Voter Fraud Billboard A Fraud Says Mayor Rybak

“The proposition that Minnesota leads the nation in voter fraud is laughable. If anything, we lead the country in successful prosecutions,” said Ramsey County Elections Manager Joe Mansky. “This (Voter Photo ID) proposal that will go on the ballot deterred none of the cases that we prosecuted.”

Mansky was responding to a question by WCCO-TV’s Pat Kessler about a freeway billboard outside of the Twin Cities which erroneously alleges that Minnesota leads the nation in voter fraud. Mansky appeared at a news conference at the State Capitol Monday along with Saint Paul Mayor Chris Coleman and Minneapolis Mayor R.T. Rybak to decry the constitutional amendment that will appear on this November’s ballot and the extra costs it will impose on the cities.

Over the last six years, added Mansky, more than 500,000 people have voted in the City of Saint Paul. During that time, only two people have been found to commit voter fraud — one was a felon and the other was a non-U.S. citizen — but in neither case would the the Voter Photo ID amendment have stopped them from committing their crime. “The two people who were raised in the lawsuit that was filed in federal court last week are both in prison today because we did detect that they had violated the law,” explained Mansky.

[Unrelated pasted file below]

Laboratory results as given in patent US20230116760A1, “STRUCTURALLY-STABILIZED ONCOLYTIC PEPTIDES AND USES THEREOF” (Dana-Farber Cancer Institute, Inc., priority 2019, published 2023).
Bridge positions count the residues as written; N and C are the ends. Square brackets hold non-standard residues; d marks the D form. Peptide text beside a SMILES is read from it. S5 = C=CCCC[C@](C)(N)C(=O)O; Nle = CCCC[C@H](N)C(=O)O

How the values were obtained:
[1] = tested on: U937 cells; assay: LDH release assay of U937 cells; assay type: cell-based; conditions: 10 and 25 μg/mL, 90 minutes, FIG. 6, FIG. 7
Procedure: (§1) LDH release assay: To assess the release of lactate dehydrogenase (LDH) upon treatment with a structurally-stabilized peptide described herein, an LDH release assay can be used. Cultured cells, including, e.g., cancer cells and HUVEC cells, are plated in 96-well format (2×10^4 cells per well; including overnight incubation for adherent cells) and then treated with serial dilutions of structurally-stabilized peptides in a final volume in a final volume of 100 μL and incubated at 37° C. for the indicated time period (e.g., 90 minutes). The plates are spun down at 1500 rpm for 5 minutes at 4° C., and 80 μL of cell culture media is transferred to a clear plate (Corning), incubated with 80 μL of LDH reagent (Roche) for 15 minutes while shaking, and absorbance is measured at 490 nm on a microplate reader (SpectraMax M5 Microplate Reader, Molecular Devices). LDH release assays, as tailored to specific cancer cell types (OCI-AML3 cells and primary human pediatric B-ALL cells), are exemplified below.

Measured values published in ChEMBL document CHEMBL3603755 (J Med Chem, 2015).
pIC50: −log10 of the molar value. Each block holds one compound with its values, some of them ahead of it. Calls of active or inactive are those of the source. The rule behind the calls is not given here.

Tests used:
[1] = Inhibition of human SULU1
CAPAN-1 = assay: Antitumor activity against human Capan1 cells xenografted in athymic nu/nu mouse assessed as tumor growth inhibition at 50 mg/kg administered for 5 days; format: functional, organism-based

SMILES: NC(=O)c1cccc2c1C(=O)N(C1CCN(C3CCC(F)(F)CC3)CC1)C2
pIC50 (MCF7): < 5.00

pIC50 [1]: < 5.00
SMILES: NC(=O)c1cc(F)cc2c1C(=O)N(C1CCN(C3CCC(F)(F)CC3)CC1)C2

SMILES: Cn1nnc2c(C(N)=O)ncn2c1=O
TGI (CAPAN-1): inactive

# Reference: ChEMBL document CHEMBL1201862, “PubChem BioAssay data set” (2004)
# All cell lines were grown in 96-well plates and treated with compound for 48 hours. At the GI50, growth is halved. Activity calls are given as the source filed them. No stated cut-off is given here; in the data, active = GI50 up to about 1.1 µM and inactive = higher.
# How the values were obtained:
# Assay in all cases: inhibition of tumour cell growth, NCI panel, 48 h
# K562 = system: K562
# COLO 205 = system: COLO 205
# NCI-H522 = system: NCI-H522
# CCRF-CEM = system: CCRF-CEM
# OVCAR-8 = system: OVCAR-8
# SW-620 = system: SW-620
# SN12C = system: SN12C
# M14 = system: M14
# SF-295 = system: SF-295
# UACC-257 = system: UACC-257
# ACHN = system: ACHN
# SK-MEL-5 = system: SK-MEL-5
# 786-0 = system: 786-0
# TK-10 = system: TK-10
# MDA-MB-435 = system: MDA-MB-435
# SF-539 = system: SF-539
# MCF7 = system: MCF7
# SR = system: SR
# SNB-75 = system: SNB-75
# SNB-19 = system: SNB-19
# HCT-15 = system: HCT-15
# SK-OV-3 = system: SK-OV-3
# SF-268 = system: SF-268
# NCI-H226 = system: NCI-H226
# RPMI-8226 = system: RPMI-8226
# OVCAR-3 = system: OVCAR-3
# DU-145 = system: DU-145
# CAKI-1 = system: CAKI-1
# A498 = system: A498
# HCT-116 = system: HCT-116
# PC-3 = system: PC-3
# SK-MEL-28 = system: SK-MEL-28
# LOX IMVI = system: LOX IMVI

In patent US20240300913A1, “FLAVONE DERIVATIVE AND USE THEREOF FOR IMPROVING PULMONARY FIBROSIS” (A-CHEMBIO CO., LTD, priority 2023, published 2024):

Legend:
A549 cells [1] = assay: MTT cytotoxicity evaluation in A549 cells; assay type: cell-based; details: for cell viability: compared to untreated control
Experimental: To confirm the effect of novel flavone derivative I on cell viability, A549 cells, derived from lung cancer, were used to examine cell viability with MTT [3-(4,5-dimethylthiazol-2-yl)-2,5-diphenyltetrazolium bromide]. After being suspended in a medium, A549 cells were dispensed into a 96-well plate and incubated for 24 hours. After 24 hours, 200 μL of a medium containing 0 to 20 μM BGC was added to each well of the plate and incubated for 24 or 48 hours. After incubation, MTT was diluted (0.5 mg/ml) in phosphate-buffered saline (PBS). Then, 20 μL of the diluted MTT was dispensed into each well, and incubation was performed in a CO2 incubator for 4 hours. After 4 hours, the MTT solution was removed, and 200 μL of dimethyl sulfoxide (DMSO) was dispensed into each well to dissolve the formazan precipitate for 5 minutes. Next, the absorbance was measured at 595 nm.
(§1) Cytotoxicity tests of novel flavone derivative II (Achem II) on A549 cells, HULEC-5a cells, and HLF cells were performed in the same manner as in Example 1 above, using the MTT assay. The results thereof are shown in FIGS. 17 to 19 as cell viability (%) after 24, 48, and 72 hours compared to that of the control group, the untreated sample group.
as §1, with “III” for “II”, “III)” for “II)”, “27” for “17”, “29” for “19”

“A felon voting or a noncitizen voting is a crime,” added Mayor Coleman. “That’s why they get prosecuted. Voting as a student is not a crime. Voting as a senior is not a crime. Voting as a veteran is not a crime. That’s the problem with this amendment. You take a problem that is being fully addressed by the criminal justice system, and you put legitimate voters on the same plain.”

“They are taking a situation that should be the great pride of the state of Minnesota, which is that we have one of the highest turnout rates in the entire country, and turn us into a backward state where people are restricted from voting. I think it’s a tragedy.”

Minneapolis Mayor Rybak also found the billboard’s message to be untruthful and manipulative.

“I could put up a billboard saying that I’m Christian Ponder, but it wouldn’t mean that I can throw a touchdown pass,” he joked. “They can put up a billboard saying we’re number one in voter fraud, but that’s a flat out fraud, and everyone in the media needs to call them into account for it. You can put up a billboard saying anything; it doesn’t make it true.”

Jacob Wheeler

In addition to shooting videos for The UpTake, Jacob Wheeler is a contributing editor at the progressive political magazine In These Times, publishes the Glen Arbor Sun in his native Michigan, and authored "Between Light and Shadow," a recent book about the Guatemalan adoption industry. Wheeler's stories have appeared in such magazines as the Utne Reader, Earth Island Journal, Rotarian and Teaching Tolerance magazine, and newspapers including the San Francisco Chronicle and Christian Science Monitor. He speaks fluent Spanish, German and Danish.

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